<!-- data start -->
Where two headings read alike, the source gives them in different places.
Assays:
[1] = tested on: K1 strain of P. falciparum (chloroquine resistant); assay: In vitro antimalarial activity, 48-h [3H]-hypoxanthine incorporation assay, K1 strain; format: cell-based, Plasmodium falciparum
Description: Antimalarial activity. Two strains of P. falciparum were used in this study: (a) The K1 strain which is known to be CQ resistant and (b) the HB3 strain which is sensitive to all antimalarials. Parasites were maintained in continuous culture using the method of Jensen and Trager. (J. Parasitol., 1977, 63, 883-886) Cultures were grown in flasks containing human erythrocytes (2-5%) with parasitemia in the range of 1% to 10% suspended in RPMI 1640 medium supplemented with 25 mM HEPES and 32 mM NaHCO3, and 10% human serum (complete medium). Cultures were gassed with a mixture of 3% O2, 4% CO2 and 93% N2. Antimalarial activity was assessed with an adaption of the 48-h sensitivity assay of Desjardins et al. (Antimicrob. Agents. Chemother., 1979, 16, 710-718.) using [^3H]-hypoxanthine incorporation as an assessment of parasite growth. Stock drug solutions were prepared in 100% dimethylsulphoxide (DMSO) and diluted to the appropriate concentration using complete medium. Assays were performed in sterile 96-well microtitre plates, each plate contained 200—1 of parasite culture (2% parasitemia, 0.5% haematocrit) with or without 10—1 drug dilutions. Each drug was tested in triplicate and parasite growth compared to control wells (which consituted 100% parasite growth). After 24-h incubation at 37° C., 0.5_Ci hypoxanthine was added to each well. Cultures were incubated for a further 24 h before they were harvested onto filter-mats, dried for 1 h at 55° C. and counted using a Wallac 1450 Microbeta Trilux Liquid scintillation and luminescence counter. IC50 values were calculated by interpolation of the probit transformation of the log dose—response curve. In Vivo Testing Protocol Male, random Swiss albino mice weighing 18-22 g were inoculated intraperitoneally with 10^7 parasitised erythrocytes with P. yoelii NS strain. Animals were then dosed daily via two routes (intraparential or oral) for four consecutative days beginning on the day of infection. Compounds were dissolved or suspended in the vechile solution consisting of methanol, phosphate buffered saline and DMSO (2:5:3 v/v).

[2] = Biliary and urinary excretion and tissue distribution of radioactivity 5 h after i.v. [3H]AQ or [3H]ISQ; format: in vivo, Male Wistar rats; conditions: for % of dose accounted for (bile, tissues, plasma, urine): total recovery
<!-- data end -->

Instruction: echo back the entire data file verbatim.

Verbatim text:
Where two headings read alike, the source gives them in different places.
Assays:
[1] = tested on: K1 strain of P. falciparum (chloroquine resistant); assay: In vitro antimalarial activity, 48-h [3H]-hypoxanthine incorporation assay, K1 strain; format: cell-based, Plasmodium falciparum
Description: Antimalarial activity. Two strains of P. falciparum were used in this study: (a) The K1 strain which is known to be CQ resistant and (b) the HB3 strain which is sensitive to all antimalarials. Parasites were maintained in continuous culture using the method of Jensen and Trager. (J. Parasitol., 1977, 63, 883-886) Cultures were grown in flasks containing human erythrocytes (2-5%) with parasitemia in the range of 1% to 10% suspended in RPMI 1640 medium supplemented with 25 mM HEPES and 32 mM NaHCO3, and 10% human serum (complete medium). Cultures were gassed with a mixture of 3% O2, 4% CO2 and 93% N2. Antimalarial activity was assessed with an adaption of the 48-h sensitivity assay of Desjardins et al. (Antimicrob. Agents. Chemother., 1979, 16, 710-718.) using [^3H]-hypoxanthine incorporation as an assessment of parasite growth. Stock drug solutions were prepared in 100% dimethylsulphoxide (DMSO) and diluted to the appropriate concentration using complete medium. Assays were performed in sterile 96-well microtitre plates, each plate contained 200—1 of parasite culture (2% parasitemia, 0.5% haematocrit) with or without 10—1 drug dilutions. Each drug was tested in triplicate and parasite growth compared to control wells (which consituted 100% parasite growth). After 24-h incubation at 37° C., 0.5_Ci hypoxanthine was added to each well. Cultures were incubated for a further 24 h before they were harvested onto filter-mats, dried for 1 h at 55° C. and counted using a Wallac 1450 Microbeta Trilux Liquid scintillation and luminescence counter. IC50 values were calculated by interpolation of the probit transformation of the log dose—response curve. In Vivo Testing Protocol Male, random Swiss albino mice weighing 18-22 g were inoculated intraperitoneally with 10^7 parasitised erythrocytes with P. yoelii NS strain. Animals were then dosed daily via two routes (intraparential or oral) for four consecutative days beginning on the day of infection. Compounds were dissolved or suspended in the vechile solution consisting of methanol, phosphate buffered saline and DMSO (2:5:3 v/v).

[2] = Biliary and urinary excretion and tissue distribution of radioactivity 5 h after i.v. [3H]AQ or [3H]ISQ; format: in vivo, Male Wistar rats; conditions: for % of dose accounted for (bile, tissues, plasma, urine): total recovery